Tag Archives: Photographic Technique

Upper Falls In The Winter


Upper Falls In The Winter - Click image to enlarge

Upper Falls In The Winter – Click image to enlarge


Upper Falls at the east end of Old Man’s Cave Gorge is a beautiful sight in the winter with snow covering the ground, but it’s a hard subject to photograph because the area around the base of the falls is very plain and doesn’t have any rocks or other objects to add interest to the scene. Despite temperatures close to zero degrees on a recent visit there, I took the time to look for a more interesting view, and found this composition right at the bottom of the stairs that lead down into the gorge. I’ve walked past this spot many times and never thought to photograph this view. Framing the falls with the footbridge at the top, and a nice view under the footbridge of Upper Falls Cascade, some icicles at the upper right, and the snow covered tree roots at the bottom creates a much more interesting image of Upper Falls.

The Upper Falls Cascades, shown below is just above Upper Falls where Old Man’s Creek begins its run through Old Man’s Cave Gorge. Over thousands of years, Old Man’s Creek has carved many unique features such as The Devil’s Bathtub out of the gorge’s Blackhand Sandstone. This image was captured about an hour and a half after sunrise, and as you can see the warm orange glow of the rising sun is reflecting off the water flowing over the cascades.


Upper Falls Cascades reflects the light of the rising winter sun - Click image to enlarge

Upper Falls Cascades reflects the light of the rising winter sun – Click image to enlarge

To see more of my photography of Old Man’s Cave Gorge and Hocking Hills State Park, please see my gallery here. If you have any questions about this website or my photography, I’d love to hear from you.  Please click here to email me.

Posted in Ohio State Park, Photographic Technique Also tagged , , |

Old Rusted Truck


End of the road – Click image to enlarge


A photographer friend of mine told me about an old rusted truck he had photographed recently in Battelle Darby Creek Metro Park, just southwest of Columbus, OH.  After he showed me a few pictures that he had taken of it, I decided to go photograph it myself since I had not photographed this type if subject before.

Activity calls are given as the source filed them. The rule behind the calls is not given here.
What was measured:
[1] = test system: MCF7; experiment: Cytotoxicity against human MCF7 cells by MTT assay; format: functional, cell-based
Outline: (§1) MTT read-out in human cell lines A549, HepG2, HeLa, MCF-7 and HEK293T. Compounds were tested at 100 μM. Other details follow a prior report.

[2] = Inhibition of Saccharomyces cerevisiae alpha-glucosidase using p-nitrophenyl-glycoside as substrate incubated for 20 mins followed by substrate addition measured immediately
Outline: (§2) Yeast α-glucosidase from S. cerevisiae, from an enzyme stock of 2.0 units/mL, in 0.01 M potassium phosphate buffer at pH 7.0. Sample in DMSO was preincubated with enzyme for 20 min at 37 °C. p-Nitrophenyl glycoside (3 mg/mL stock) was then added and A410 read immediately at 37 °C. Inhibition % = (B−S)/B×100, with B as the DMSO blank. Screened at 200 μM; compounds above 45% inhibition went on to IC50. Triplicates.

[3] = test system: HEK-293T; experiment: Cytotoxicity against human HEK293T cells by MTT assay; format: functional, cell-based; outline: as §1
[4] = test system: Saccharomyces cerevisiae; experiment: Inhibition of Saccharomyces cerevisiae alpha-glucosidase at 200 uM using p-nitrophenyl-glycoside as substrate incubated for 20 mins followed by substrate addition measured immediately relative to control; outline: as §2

Battelle Darby Creek is one of the larger metro parks in the system and features more than 7,000 acres of prairies, fields, and forests along the Big and Little Darby Creeks.  The Darby Creeks are noted nationally for their tremendous diversity and abundance of aquatic and terrestrial plants and animals.  Fortunately I knew the general area of the park that the truck was in, but I had not hiked the trail the truck was on.  My friend told me that the truck was hidden by trees and bushes and hard to see even though it was not more that 10-15 feet off the trail.  He was right, it was definitely hard to see and only after a few helpful text messages from him was I able to find it.  By the time I started shooting, it was after 7 PM and the light was already starting to fade given that the truck was situated in a relatively heavily wooded part of the park so I had no more than an hour to work.  As you can see there isn’t much of the truck left, but fortunately there was room all around the truck so I was able to shoot from a variety of angles and perspectives.  It was a fun shoot and a nice little adventure.

Looking through the rear window – Click image to enlarge


If you have any questions about this website or my photography, I’d love to hear from you.  Please click here to email me.

Posted in General Photography, Metro Parks Also tagged |

Light Painting Ash Cave

Ash Cave after being “light painted” – Click image to enlarge


Located in the southernmost reaches of Hocking Hills State Park, Ash Cave is beyond doubt one of the most spectacular features in the entire park. It is the largest, most impressive recess cave in Ohio, and is named after the huge pile of ashes found in the cave by early settlers. The horseshoe-shaped cave is massive; measuring 700 feet from end to end, 100 feet deep from the rear cave wall to its front edge with the rim rising 90 feet high. When there has been enough rain, a small tributary of the East Fork of Queer Creek cascades over the rim forming a beautiful waterfall.

This image of Ash Cave was taken about half an hour after sunset in almost complete darkness. I wanted the scene to be fairly dark so I could try a technique called “light painting.” Light painting isn’t a new technique, but I’ve wanted to experiment with it for some time and decided this would be a good opportunity to give it a try. After a few test exposures, I decided to use an exposure of 30 seconds at f/11 with an ISO speed of 800.  A good friend helped me by lighting the cave wall directly behind the waterfall with a powerful spot light while I fired an external flash several times to bring out additional details of the cave during the exposure.  I’m really pleased with this image, especially since it’s my first serious attempt at light painting. Now that I’ve gotten a little experience with it, I can’t wait to try it again…. I’ve already thought of a lot of creative uses for it!